"We are honored that Coca-Cola chose to make a gift to the San Francisco Parks Trust that will help us to encourage healthy recreation, engage our community, and improve our urban trail system in San Francisco," said San Francisco Parks Trust Executive Director Karen Kidwell. "This generous contribution is a welcome highlight to our 40th anniversary year of supporting parks and will invigorate ongoing community programs, such as the GearUp Fund and Innovator Awards. It will also help launch an exciting new Urban Trails initiative with a project in Golden Gate Park."
The donation will be used for a new trail in Golden Gate Park; the restoration of the horseshoe pits and the Oak Woodlands natural area in the northeast portion of Golden Gate Park; the GearUp Fund, investing in a mobile sports/recreation van that will travel around the City with equipment for new recreation programs, such as mountain biking, kayaking, skateboarding and climbing; and the Innovator Awards, a long-term grant program administered by the San Francisco Parks Trust, which gives seed funds to community groups to encourage stewardship and park activation. In addition, a portion of the funds will be reserved for a special program to be announced in the summer in conjunction with the launch of a new organization to support city parks.
Attending the check-transferring ceremony on July 5, which was held at the Rochambeau Clubhouse in the Richmond District, was Coca Cola's Northwest Regional Vice President Bill O'Brien, SF Mayor Ed Lee and Lt. Gov. Gavin Newsom.Park volunteers honored

Park volunteers honored
The SF Recreation and Park Department honored 20 of its most prolific volunteers at a special ceremony at the Japanese Tea Garden in July.
Two volunteers were cited for their long-term commitments to providing care for Golden Gate Park.
Gordon Cutts has been doing whatever is required, including pulling weeds, planting plants, removing invasive ivy and shearing hedges, for three days a week over the past five years.
John Johnson has also done whatever is required to help keep the park in good working order. He has been at his post for the past three years, working primarily at the Tea Garden, Rhododendron Dell and Botanical Garden.

Local restaurant hosts belly dancers, comic fans
Al-Masri Egyptian Restaurant is hosting the after-party for belly dancers and comic book fans in August.
The annual Carnival of Stars Belly Dance and Comic Book Convention will be held at the Richmond Memorial Auditorium in Richmond, California. It combines professional belly dancers, live musical performances, panel discussions, well-known comic book artists and a costume contest.
Al-Masri is owned and operated by Sausan, a classic Egyptian-style dance teacher and performer who will be performing at the convention. The restaurant, which features belly dancing, is located at 4031 Balboa St.

Local fencers win titles
The fencers at the Coastside Academy of Fencing are cutting up their competition.
According to Maestro Anthony Joslin, women fencers at the academy won most of the titles in Bay Area competition in all age classifications.
As well, fencers competing in the Summer National USA Championships in July garnered four medals, including a silver medal for Caroline Gilchrist in adult women's sabre, in one of the toughest divisions, and a bronze medal for 12-year-old Justine Pascual.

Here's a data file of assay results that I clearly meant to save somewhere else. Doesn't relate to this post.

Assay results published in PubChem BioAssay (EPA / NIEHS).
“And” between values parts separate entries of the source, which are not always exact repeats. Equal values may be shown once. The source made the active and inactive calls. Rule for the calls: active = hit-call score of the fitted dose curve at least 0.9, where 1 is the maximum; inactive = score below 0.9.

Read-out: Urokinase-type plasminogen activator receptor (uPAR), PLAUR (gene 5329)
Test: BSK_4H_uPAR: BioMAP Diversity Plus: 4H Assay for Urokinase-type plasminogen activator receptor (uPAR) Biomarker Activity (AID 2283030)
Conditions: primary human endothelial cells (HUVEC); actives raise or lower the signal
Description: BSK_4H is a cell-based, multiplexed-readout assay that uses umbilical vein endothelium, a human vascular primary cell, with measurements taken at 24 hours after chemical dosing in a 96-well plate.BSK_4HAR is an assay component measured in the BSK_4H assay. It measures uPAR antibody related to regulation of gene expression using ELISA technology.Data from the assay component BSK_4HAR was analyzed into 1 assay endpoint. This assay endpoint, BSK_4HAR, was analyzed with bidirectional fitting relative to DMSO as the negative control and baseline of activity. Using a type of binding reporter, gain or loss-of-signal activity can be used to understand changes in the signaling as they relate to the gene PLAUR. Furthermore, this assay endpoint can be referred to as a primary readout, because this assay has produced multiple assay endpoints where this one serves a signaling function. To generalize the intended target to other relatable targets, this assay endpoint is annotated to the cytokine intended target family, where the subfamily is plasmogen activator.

"It feels like our club out here in the Richmond District is a bit of a secret place, people are surprised when they find out about us and what we are doing here," said Joslin. "Nevertheless, we are here and we are producing dramatic results on the national level. I would love to see more locals drop in and check it out for themselves."
Sabre fencing is one of the three fencing disciplines practiced by the fencing community. The other two weapons used are called the foil and the epee, both of which are limited to thrusts and striking with the tip.
Coastside Fencing, which is run by partners Joslin and Tomek Amborski, is located at 3201 Balboa St. For more information, call (415) 518-8869.

Fundraiser supports SPCA
San Francisco Federal Credit Union, which has a branch on Geary Boulevard, held a "family and pet picnic" to raise funds for the San Francisco Society for the Prevention of Cruelty to Animals (SPCA).
Thirty-five staff and family members, along with 16 of their four-legged friends, got together on June 12 at Golden Gate Park and raised $500 for the SPCA. The donation will help fund the shelter, which provides care, treatment and adoption for thousands of dogs and cats annually.

New trail opens at Presidio
Presidio bird watchers have long flocked to the sandy dunes behind the former Public Health Service Hospital (now the Presidio Landmark), located near 15th Avenue and Lake Street. Today, their path is made easier by the Presidio's newest trail – a segment of the Mountain Lake Trail that allows visitors to experience the restored dunes.
The new trail wraps itself around the northern edge of the Public Health Service District for a quarter mile, from Battery Caulfield Road east to the Park-Anza trail. The Mountain Lake Trail will ultimately provide a major east-west corridor linking the Broadway Gate with Baker Beach.
A central feature of the new trail is the "Hospital Cemetery Vista," which overlooks a former merchant marine cemetery that honors seamen from around the world who died at the hospital that was once the focal point of the district. Between 1881 and 1912, several hundred sailors from 30 states and 43 countries were buried there. Later this summer, a memorial stone plaque will be installed in tribute to these merchant mariners.

Memorial Mass for police officers, firefighters
The San Francisco police and firefighter departments will sponsor its 64th annual Memorial Mass for those killed in the line of duty on Sunday, Sept. 11.
Recently, two San Francisco fire fighters were killed fighting a fire.
The first memorial mass was held in 1947. It followed a tragic fire at the Herbert Hotel a year earlier, which claimed the lives of four San Francisco firefighters. Numerous firefighters and about 300 people were injured in the downtown blaze.
The mass, which is open to the public, will be held at St. Monica's Church, 470 24th Ave., at Geary Boulevard, at 10:30 a.m. A reception will follow.